Friday, February 28, 2020

Old Durham Road Cemetery

The other and much more local site that honours early black settlers in Grey County is the tiny Old Durham Road Cemetery.  This is a very old pioneer cemetery near the hamlet of Priceville.  In our years coming up from Guelph to our former home, the cabin in the valley, we drove past this spot on every trip.  I actually have a geocache hidden there.

I have no pictures of my own though, so I've had to borrow these from the internet; apologies if they're a little blurry, but the story is worth remembering.

Black settlers were the first non-aboriginal people to move into this area, starting in 1849.  By the 1861 census there was a flourishing community of 100 settlers and their families.  But the community dispersed in later years as settlement grew, many moving to Owen Sound, where the memorial I featured yesterday is found.  

The cemetery was lost, grown over, and ultimately ploughed over to grow potatoes!  Starting in 1989 a local volunteer committee began work to restore the cemetery  This is the memorial I remember seeing first, 21 years ago, when I started my regular trips to the valley, coming up on weekends to build the cabin..  It was showing signs of age then, and consisted of only four broken tombstones under a plexiglass cover.
It had been dedicated by Lieut. Governor Lincoln Alexander in 1990, who I posted about a few weeks back, with a large boulder engraved to mark the occasion.

Later the volunteers added these crosses to remember the individual settlers buried here.

More recently the volunteers ran a campaign to build a better shelter for the remaining 4 gravestones.  This was dedicated in 2015.  It's a highlight of exhibits for the small local museum in Flesherton.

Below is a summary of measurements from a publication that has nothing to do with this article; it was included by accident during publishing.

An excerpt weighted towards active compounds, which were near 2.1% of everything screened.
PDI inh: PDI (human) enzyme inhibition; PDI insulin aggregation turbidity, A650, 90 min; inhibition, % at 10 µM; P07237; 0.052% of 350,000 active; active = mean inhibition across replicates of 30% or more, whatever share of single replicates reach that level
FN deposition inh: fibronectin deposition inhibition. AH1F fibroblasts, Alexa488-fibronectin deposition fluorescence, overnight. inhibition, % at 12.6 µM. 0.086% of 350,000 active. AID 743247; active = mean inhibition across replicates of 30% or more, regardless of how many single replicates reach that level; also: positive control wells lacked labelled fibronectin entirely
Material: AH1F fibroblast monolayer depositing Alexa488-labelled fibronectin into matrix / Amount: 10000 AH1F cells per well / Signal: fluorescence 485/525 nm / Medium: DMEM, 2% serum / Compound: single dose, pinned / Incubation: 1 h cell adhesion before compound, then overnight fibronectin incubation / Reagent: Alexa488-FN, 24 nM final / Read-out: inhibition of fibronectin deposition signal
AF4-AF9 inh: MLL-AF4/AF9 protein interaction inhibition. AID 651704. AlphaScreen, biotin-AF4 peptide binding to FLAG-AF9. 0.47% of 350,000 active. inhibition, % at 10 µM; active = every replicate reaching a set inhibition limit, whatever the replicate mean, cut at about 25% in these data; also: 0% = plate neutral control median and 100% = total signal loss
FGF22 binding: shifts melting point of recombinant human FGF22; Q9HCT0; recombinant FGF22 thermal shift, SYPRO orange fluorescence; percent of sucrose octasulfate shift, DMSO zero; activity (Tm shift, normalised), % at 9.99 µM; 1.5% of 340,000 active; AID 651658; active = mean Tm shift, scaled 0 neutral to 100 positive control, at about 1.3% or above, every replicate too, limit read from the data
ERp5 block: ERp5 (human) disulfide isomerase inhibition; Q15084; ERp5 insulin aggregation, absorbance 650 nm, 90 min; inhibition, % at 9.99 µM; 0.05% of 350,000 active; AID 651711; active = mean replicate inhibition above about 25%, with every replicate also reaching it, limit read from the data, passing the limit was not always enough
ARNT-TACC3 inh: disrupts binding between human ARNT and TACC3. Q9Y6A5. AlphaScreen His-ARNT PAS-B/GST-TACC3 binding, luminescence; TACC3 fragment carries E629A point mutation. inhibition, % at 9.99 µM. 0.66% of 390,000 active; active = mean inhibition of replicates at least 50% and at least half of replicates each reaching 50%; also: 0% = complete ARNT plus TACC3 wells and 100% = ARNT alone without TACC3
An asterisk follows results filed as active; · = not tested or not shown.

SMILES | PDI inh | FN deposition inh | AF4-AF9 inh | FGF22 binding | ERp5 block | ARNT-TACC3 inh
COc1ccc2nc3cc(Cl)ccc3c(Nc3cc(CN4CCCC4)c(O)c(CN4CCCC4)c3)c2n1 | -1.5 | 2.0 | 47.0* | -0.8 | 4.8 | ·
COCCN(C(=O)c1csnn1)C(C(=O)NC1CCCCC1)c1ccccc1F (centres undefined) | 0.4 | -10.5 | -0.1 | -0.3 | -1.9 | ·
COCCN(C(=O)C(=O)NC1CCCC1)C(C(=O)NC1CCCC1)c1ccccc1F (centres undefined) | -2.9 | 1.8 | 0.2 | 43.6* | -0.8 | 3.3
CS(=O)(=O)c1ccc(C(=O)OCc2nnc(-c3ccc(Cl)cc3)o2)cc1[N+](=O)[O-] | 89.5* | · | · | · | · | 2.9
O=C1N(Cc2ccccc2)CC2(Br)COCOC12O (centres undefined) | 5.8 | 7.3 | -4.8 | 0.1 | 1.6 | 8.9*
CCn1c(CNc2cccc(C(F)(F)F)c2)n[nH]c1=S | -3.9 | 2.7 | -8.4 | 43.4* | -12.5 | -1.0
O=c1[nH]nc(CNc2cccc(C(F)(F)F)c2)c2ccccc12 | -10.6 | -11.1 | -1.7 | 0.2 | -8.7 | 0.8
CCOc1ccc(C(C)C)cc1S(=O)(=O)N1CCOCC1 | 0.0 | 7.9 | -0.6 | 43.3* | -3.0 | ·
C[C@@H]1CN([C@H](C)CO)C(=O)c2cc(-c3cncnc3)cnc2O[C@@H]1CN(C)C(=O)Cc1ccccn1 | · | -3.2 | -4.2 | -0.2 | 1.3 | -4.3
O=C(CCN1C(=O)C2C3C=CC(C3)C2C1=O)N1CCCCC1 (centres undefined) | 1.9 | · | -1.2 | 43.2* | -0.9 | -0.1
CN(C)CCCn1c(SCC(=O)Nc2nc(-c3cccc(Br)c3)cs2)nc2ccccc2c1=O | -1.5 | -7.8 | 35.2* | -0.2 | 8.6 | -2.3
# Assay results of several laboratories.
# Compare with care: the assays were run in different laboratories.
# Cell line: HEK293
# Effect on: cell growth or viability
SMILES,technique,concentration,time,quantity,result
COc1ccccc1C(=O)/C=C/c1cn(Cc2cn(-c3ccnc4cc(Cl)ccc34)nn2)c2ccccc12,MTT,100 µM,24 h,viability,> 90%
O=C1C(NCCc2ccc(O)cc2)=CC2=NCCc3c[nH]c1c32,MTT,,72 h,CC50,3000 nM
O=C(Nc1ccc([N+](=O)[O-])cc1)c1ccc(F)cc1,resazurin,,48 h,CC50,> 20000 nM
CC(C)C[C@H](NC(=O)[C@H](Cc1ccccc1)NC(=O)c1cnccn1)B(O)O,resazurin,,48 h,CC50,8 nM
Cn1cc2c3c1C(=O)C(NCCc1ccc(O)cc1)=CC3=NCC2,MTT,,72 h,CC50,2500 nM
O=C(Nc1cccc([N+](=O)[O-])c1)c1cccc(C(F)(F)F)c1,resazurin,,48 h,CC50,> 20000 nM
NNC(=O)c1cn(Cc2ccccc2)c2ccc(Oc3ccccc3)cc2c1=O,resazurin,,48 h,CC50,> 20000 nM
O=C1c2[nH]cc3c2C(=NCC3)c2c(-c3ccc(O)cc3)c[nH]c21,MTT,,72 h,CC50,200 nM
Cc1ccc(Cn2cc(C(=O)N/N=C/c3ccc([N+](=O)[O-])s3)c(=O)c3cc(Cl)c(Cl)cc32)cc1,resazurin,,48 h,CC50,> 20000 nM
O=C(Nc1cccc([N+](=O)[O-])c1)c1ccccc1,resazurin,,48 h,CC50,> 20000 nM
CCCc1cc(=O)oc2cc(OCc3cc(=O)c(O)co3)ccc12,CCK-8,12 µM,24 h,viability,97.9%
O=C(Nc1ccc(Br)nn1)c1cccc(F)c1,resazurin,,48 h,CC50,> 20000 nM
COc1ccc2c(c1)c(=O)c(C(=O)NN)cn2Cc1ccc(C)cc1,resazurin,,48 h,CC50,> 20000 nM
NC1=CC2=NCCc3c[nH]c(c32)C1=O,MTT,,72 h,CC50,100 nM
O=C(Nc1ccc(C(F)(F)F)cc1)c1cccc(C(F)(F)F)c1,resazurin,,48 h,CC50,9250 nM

1. How many other old cemeteries have been totally lost, especially those of racial minorities? About 50 years ago there was a fad of having an old tombstone as a decoration and many really old headstones were stolen to grace someone's home. Some old cemeteries have only stones that were too large or broken to be worth stealing. There's also a cemetery nearby where the only headstones are large relatively flat fieldstones -- the people in that small community must have been destitute.

  2. Interesting history that I did not know that you had. Interesting to read about.

  3. It's educational to read posts like this because I'm sure many people, myself included were not aware of Black History Month or the tributes in your area.

  4. The book mentioned yesterday has a very fitting title " Hidden in Plain View" and is about the slaves, the underground railway and the messages hidden in the quilt designs. Guess Mrs F.G. might need to have those ones at the front another day. Memorials, they have a valued place in all our lives, and the tributes are from the heart.

  5. Well worth preserving, pity cross rail does not think that way in the UK, they are digging up a medieval cemetery to plough through a new line. Government wants shooting

  6. Fascinating, and as others have said, well worth preserving. What a wonderful thing to do.

  7. How interesting and what fortitude for those persons making that long trip. Thanks so for sharing.